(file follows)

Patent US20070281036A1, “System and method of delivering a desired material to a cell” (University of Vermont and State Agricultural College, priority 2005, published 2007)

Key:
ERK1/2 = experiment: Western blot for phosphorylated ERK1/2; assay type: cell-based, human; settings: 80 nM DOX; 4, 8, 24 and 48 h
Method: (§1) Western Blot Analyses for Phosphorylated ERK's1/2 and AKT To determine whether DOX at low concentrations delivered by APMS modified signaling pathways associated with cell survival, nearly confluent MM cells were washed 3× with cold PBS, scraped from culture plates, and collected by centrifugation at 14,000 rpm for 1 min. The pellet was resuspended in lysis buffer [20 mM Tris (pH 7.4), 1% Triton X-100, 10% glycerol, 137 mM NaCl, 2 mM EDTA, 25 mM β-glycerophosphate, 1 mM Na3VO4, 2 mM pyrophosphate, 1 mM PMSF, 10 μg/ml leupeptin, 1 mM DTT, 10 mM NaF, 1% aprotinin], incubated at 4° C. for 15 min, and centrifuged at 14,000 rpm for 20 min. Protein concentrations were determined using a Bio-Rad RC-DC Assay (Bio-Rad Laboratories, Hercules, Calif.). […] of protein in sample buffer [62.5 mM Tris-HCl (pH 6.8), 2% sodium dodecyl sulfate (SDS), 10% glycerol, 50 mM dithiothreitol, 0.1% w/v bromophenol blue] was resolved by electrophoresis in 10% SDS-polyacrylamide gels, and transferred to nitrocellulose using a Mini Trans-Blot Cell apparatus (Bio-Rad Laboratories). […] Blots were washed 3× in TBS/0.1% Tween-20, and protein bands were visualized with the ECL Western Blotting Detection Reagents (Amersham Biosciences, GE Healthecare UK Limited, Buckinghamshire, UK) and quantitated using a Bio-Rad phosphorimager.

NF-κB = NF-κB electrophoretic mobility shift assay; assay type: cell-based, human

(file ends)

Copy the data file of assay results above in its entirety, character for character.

Patent US20070281036A1, “System and method of delivering a desired material to a cell” (University of Vermont and State Agricultural College, priority 2005, published 2007)

Key:
ERK1/2 = experiment: Western blot for phosphorylated ERK1/2; assay type: cell-based, human; settings: 80 nM DOX; 4, 8, 24 and 48 h
Method: (§1) Western Blot Analyses for Phosphorylated ERK's1/2 and AKT To determine whether DOX at low concentrations delivered by APMS modified signaling pathways associated with cell survival, nearly confluent MM cells were washed 3× with cold PBS, scraped from culture plates, and collected by centrifugation at 14,000 rpm for 1 min. The pellet was resuspended in lysis buffer [20 mM Tris (pH 7.4), 1% Triton X-100, 10% glycerol, 137 mM NaCl, 2 mM EDTA, 25 mM β-glycerophosphate, 1 mM Na3VO4, 2 mM pyrophosphate, 1 mM PMSF, 10 μg/ml leupeptin, 1 mM DTT, 10 mM NaF, 1% aprotinin], incubated at 4° C. for 15 min, and centrifuged at 14,000 rpm for 20 min. Protein concentrations were determined using a Bio-Rad RC-DC Assay (Bio-Rad Laboratories, Hercules, Calif.). […] of protein in sample buffer [62.5 mM Tris-HCl (pH 6.8), 2% sodium dodecyl sulfate (SDS), 10% glycerol, 50 mM dithiothreitol, 0.1% w/v bromophenol blue] was resolved by electrophoresis in 10% SDS-polyacrylamide gels, and transferred to nitrocellulose using a Mini Trans-Blot Cell apparatus (Bio-Rad Laboratories). […] Blots were washed 3× in TBS/0.1% Tween-20, and protein bands were visualized with the ECL Western Blotting Detection Reagents (Amersham Biosciences, GE Healthecare UK Limited, Buckinghamshire, UK) and quantitated using a Bio-Rad phosphorimager.

NF-κB = NF-κB electrophoretic mobility shift assay; assay type: cell-based, human